Digital asset investors residing in London are currently facing threats to the security of their holdings as a new wave of “crypto mugging” surfaces.
Muggers Are Targeting Crypto Investors
According to a recent coverage by the Guardian, London police have received countless anonymous reports of victims losing huge sums of money in crypto after their phones had been forcefully seized by muggers.
Armed with the knowledge that crypto transactions are irreversible, unlike bank transfers, the thieves target unsuspecting digital asset investors on the street and steal funds from their digital wallets after forcing them to hand over their phones.
In one of the reports, the victim was trying to order an Uber when muggers forced them to hand over their phone. Although the gang eventually returned the phone, the victim found out that £5,000 (approximately $6,170) worth of ETH was missing from their Coinbase account.
Another victim told police that his phone and cards were pickpocketed after an evening at a pub. He later discovered that about £10,000 ($12,300) worth of crypto was stolen from his CryptoCom account. The victim pointed out that he had logged into his crypto wallet account while at the pub and figured the thieves had seen him type in his account pin.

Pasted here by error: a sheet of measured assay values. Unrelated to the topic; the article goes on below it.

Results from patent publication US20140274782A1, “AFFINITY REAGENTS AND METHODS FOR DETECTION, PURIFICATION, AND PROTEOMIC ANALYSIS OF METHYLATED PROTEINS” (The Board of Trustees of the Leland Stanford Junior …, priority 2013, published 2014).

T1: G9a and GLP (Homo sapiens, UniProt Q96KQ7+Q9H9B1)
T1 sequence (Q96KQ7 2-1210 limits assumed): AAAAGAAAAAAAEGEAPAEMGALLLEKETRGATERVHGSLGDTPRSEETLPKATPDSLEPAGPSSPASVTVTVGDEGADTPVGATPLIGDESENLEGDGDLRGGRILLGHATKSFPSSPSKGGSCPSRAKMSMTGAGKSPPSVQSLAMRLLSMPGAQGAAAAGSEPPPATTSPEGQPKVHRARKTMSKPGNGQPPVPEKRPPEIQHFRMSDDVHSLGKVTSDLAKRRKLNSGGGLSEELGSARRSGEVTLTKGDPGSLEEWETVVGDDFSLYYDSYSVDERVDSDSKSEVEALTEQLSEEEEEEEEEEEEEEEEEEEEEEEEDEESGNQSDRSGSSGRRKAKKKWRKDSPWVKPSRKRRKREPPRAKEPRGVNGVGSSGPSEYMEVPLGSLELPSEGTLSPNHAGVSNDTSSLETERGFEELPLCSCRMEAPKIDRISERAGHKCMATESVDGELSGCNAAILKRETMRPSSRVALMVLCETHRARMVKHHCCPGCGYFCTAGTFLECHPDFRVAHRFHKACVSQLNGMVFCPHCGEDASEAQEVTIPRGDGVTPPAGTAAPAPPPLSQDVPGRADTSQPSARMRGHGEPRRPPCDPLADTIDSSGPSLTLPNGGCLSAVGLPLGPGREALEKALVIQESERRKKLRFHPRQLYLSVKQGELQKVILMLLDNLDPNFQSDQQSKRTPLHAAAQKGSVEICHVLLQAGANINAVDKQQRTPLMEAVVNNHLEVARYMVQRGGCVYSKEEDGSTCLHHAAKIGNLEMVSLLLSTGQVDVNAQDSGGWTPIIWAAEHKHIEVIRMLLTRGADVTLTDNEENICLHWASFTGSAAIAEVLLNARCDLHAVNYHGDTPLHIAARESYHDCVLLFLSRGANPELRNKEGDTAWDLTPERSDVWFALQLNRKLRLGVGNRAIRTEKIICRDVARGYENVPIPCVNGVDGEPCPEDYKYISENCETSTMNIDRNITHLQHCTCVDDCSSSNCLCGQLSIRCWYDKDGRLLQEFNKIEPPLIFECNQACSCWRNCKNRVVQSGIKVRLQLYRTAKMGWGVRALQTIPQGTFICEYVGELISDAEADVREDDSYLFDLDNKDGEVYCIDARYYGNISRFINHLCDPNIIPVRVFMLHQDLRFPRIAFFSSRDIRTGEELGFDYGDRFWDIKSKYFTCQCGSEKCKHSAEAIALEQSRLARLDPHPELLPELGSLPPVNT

UK Police Receiving More Training
Speaking on the matter, Phil Ariss, head of the cryptocurrency team for the National Police Chiefs’ Council cybercrime program, said that police officers are currently receiving more training on how to identify a variety of crypto-related crimes.
Ariss further urged the public to be cautious when accessing their crypto wallets, especially in public spaces. He said, “You wouldn’t walk down the street holding £50 notes and counting them. That should apply to people with crypto assets.”
David Gerard, the author of Attack on the 50 Foot Blockchain, also emphasized that these crimes are increasing because of how some people handle their digital assets. He pointed out that they do not handle it the same way they do other assets, including cash.
“People keep stupid amounts of money on account in crypto. They don’t think it’s money somehow,” he said.
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